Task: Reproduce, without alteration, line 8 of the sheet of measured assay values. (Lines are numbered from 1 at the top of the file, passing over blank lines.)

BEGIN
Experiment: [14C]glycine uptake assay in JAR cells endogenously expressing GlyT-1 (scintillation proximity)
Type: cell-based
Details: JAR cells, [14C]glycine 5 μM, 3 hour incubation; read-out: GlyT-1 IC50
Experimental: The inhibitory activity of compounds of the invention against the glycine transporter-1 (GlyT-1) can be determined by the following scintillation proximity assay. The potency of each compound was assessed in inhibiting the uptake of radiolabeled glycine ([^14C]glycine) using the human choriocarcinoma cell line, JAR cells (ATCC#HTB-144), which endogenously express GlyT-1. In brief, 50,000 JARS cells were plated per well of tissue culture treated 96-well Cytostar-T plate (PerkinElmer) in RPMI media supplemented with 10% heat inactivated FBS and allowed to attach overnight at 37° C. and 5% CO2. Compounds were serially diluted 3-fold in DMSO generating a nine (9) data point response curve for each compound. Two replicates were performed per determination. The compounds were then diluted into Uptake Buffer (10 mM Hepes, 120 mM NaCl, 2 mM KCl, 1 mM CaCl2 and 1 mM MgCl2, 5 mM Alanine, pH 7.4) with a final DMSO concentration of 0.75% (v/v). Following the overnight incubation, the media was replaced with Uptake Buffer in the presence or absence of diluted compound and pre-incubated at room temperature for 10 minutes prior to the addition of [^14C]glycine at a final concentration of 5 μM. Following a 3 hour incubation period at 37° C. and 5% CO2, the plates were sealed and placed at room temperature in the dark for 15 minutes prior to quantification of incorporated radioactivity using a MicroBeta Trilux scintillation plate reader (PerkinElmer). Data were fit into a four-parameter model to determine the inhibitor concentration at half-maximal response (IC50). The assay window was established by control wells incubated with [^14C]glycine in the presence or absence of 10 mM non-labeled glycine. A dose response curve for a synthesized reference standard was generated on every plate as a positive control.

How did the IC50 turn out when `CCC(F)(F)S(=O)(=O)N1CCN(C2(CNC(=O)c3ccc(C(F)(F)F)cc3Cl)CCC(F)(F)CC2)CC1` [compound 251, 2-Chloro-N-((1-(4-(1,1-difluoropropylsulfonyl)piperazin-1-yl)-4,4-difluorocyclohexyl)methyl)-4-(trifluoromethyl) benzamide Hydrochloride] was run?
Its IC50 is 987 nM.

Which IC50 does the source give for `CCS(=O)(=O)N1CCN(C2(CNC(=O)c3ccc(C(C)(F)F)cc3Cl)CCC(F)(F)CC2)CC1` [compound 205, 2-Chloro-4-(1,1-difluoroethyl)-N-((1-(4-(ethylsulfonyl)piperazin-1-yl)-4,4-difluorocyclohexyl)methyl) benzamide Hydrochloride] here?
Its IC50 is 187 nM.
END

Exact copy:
Its IC50 is 187 nM.